Short Term 12 (2013), Dir. Destin Cretton

Short Term 12 (2013), Dir. Destin Cretton
Last night, that girl sat next to me and she cried and she tried to tell me the only way she knew how.
— Grace, Short Term 12 (2013)

Stars: Brie Larson, John Gallagher Jr., Kaitlyn Dever, Keith Stanfield, Rami Malek, Stephanie Beatriz, Kevin Hernandez, Frantz Turner, Alex Calloway.
Director: Destin Cretton
Screenplay: Destin Cretton

Feeling. This movie is best classed in a feeling. A feeling that I can't describe but it incases you in this world from its opening scene. A feeling that keeps you inside the world that wraps you up in a warm blanket. It is cozy, welcoming, even if the content has you at moments trying to escape the cocoon it is holding you in.

Brie Larson as Grace trains your eyes to simply follow her along the screen, no matter where she is your eye is guided her. You can't escape her presence as she is so intriguing you want to watch her, analyse her, get into her head while at the same time wanting to give her her space. Grace is a woman who you may have encountered before. She is a woman who is so calming that you can feel comfortable enough to open up around her. She is also the woman who is the opposite of what she seems in public. She is reserved and closed off to anyone who wants to crack open her shell. The keeps people at a distance, and then expands that distance when she can't cope with what is going on in her head. But this makes you root for her, you want her to have her space in this film, no matter how nice her boyfriend (John Gallagher Jr.) is, you need her to have her own space as you can see her need to run away from him.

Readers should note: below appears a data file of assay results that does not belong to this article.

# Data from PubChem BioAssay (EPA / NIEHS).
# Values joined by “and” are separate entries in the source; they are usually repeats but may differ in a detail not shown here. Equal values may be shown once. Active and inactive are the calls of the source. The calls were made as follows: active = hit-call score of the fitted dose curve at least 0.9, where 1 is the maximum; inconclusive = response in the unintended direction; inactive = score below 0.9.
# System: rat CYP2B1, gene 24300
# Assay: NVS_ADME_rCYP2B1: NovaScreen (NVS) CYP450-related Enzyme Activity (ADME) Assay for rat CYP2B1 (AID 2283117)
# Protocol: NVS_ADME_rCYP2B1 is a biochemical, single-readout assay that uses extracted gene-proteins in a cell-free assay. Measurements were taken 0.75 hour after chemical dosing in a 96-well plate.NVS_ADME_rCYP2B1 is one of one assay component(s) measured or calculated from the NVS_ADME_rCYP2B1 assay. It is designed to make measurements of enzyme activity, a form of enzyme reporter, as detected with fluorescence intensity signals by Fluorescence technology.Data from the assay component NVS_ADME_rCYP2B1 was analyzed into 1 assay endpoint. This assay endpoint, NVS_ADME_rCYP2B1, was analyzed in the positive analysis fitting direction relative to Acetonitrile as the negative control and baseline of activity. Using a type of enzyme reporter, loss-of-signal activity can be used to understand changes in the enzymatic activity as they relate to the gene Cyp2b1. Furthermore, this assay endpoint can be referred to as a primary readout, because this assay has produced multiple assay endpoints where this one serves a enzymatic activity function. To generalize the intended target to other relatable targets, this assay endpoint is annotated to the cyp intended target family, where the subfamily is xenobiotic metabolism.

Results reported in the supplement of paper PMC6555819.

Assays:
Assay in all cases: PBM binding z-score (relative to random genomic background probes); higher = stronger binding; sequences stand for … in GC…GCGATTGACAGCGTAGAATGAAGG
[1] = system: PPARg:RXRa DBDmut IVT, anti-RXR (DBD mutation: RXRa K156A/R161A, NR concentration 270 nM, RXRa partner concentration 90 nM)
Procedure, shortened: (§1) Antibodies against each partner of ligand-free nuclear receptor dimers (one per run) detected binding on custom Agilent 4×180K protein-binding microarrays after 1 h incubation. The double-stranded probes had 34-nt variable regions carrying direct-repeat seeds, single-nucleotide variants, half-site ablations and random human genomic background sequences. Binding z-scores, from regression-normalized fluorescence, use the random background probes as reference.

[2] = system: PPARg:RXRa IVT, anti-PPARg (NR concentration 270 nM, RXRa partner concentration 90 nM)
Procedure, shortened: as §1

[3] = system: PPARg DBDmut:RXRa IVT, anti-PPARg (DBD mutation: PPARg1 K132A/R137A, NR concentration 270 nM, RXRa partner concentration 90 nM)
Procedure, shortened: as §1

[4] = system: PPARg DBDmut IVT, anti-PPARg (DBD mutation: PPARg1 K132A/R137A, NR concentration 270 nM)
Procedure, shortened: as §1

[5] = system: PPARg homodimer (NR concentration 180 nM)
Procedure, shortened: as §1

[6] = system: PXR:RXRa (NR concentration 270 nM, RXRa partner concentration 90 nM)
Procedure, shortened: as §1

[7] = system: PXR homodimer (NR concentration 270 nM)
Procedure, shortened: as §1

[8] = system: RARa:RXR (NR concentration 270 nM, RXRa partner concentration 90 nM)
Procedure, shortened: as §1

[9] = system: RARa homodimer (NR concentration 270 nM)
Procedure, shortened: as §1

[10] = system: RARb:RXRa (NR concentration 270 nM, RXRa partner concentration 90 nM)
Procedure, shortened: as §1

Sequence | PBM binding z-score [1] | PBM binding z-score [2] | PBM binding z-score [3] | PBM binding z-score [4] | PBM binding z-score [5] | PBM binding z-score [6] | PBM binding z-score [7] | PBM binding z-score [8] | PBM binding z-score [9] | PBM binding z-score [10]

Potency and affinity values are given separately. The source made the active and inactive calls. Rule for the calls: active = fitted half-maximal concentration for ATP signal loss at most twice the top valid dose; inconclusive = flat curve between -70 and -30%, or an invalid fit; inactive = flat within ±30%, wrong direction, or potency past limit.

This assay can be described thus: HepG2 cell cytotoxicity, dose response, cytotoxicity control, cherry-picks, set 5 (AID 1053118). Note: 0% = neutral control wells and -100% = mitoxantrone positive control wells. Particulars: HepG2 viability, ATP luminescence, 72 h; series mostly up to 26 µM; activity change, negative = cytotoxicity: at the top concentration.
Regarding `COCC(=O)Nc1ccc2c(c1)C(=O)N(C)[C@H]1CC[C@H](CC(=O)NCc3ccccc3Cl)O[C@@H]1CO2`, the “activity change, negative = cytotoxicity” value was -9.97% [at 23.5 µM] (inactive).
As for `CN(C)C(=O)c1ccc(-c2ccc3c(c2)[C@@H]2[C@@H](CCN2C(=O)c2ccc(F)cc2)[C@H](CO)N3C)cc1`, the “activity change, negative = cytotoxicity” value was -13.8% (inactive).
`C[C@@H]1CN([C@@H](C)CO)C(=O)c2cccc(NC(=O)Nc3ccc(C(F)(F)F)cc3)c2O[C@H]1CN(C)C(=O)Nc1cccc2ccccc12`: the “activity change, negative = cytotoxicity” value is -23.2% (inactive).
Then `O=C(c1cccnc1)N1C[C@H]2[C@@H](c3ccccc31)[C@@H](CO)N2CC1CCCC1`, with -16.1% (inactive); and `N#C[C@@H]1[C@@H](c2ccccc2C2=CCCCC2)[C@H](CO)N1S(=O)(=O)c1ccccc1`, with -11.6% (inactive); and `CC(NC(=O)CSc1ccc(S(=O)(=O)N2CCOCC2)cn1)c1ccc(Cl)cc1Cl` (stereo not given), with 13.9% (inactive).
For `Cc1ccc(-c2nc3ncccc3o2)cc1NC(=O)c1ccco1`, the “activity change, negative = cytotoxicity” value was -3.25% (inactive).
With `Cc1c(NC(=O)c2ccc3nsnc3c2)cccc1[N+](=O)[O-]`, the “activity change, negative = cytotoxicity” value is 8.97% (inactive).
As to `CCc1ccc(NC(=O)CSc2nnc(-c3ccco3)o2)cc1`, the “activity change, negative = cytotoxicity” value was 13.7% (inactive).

She is a complex character that you don't normally get to see on the screen. She is annoyingly real, just because she can cope in the world of helping others that doesn't mean she is able to reflect that onto herself. Just like the real world not everything works the way you want it to. Being a supportive partner doesn't mean that someone is able to open up to you. At times that person is going to need space that sometimes you can't give to them. Not because you are overbearing but because you want to help them when space is what that actually need.

Keith Stanfield's Marcus is also a thoroughly intriguing character. He is a quiet figure that has a lot going on in his head. When he says something there is a reason for those words. Whether they are softly spoken or in rap.

This film bookends itself, it starts how it begins. Though it is so similar to to beginning you know these characters have gone through a change. An internalised change, nothing that the everyday person can see. A change that is slow and only just beginning. A change that may not be permanent, they may fall backwards in their journey. But that is understandable because no one's journey is straightforward, no one really ever has their life together. We are ever evolving as beings and these characters are real in a sense that they follow that journey.

Amazing performances from Larson, Rami Malek, Stanfield, and Kaitlyn Dever.